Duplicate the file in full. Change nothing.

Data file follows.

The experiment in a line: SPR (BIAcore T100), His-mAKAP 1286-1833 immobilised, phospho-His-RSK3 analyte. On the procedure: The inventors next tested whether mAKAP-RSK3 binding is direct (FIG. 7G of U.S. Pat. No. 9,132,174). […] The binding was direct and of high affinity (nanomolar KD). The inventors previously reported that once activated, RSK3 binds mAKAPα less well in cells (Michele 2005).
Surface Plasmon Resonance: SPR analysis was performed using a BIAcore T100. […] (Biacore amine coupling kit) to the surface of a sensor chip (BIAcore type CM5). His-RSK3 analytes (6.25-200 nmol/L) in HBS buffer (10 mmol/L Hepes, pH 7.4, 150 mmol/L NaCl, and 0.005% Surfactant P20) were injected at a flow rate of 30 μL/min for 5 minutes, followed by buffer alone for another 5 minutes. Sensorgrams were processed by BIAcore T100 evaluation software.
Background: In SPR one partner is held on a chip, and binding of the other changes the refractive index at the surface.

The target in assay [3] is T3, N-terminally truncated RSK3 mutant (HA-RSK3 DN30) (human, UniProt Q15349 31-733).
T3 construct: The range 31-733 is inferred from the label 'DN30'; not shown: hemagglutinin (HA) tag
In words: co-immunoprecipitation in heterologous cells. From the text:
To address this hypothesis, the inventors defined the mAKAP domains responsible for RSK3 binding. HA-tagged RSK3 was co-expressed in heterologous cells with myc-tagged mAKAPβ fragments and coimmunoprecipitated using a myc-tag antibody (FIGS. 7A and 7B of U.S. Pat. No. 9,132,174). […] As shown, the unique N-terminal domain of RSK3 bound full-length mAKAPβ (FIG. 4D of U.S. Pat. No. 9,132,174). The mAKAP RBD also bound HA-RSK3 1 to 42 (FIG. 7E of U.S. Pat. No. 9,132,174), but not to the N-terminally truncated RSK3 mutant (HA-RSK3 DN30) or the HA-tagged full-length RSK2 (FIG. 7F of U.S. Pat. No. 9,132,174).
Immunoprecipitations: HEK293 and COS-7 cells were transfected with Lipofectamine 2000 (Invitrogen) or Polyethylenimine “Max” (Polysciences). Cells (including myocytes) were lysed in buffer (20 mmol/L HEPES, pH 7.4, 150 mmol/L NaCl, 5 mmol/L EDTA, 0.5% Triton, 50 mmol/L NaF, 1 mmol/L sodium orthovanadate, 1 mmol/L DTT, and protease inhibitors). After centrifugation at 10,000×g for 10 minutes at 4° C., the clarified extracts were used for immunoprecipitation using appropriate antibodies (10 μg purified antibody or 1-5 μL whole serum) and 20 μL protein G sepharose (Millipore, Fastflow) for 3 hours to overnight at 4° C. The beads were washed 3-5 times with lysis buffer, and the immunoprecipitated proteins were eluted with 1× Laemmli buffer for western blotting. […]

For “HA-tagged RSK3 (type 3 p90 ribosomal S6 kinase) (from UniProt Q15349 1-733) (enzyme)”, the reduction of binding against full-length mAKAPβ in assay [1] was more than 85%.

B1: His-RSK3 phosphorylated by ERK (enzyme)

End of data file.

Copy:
The experiment in a line: SPR (BIAcore T100), His-mAKAP 1286-1833 immobilised, phospho-His-RSK3 analyte. On the procedure: The inventors next tested whether mAKAP-RSK3 binding is direct (FIG. 7G of U.S. Pat. No. 9,132,174). […] The binding was direct and of high affinity (nanomolar KD). The inventors previously reported that once activated, RSK3 binds mAKAPα less well in cells (Michele 2005).
Surface Plasmon Resonance: SPR analysis was performed using a BIAcore T100. […] (Biacore amine coupling kit) to the surface of a sensor chip (BIAcore type CM5). His-RSK3 analytes (6.25-200 nmol/L) in HBS buffer (10 mmol/L Hepes, pH 7.4, 150 mmol/L NaCl, and 0.005% Surfactant P20) were injected at a flow rate of 30 μL/min for 5 minutes, followed by buffer alone for another 5 minutes. Sensorgrams were processed by BIAcore T100 evaluation software.
Background: In SPR one partner is held on a chip, and binding of the other changes the refractive index at the surface.

The target in assay [3] is T3, N-terminally truncated RSK3 mutant (HA-RSK3 DN30) (human, UniProt Q15349 31-733).
T3 construct: The range 31-733 is inferred from the label 'DN30'; not shown: hemagglutinin (HA) tag
In words: co-immunoprecipitation in heterologous cells. From the text:
To address this hypothesis, the inventors defined the mAKAP domains responsible for RSK3 binding. HA-tagged RSK3 was co-expressed in heterologous cells with myc-tagged mAKAPβ fragments and coimmunoprecipitated using a myc-tag antibody (FIGS. 7A and 7B of U.S. Pat. No. 9,132,174). […] As shown, the unique N-terminal domain of RSK3 bound full-length mAKAPβ (FIG. 4D of U.S. Pat. No. 9,132,174). The mAKAP RBD also bound HA-RSK3 1 to 42 (FIG. 7E of U.S. Pat. No. 9,132,174), but not to the N-terminally truncated RSK3 mutant (HA-RSK3 DN30) or the HA-tagged full-length RSK2 (FIG. 7F of U.S. Pat. No. 9,132,174).
Immunoprecipitations: HEK293 and COS-7 cells were transfected with Lipofectamine 2000 (Invitrogen) or Polyethylenimine “Max” (Polysciences). Cells (including myocytes) were lysed in buffer (20 mmol/L HEPES, pH 7.4, 150 mmol/L NaCl, 5 mmol/L EDTA, 0.5% Triton, 50 mmol/L NaF, 1 mmol/L sodium orthovanadate, 1 mmol/L DTT, and protease inhibitors). After centrifugation at 10,000×g for 10 minutes at 4° C., the clarified extracts were used for immunoprecipitation using appropriate antibodies (10 μg purified antibody or 1-5 μL whole serum) and 20 μL protein G sepharose (Millipore, Fastflow) for 3 hours to overnight at 4° C. The beads were washed 3-5 times with lysis buffer, and the immunoprecipitated proteins were eluted with 1× Laemmli buffer for western blotting. […]

For “HA-tagged RSK3 (type 3 p90 ribosomal S6 kinase) (from UniProt Q15349 1-733) (enzyme)”, the reduction of binding against full-length mAKAPβ in assay [1] was more than 85%.

B1: His-RSK3 phosphorylated by ERK (enzyme)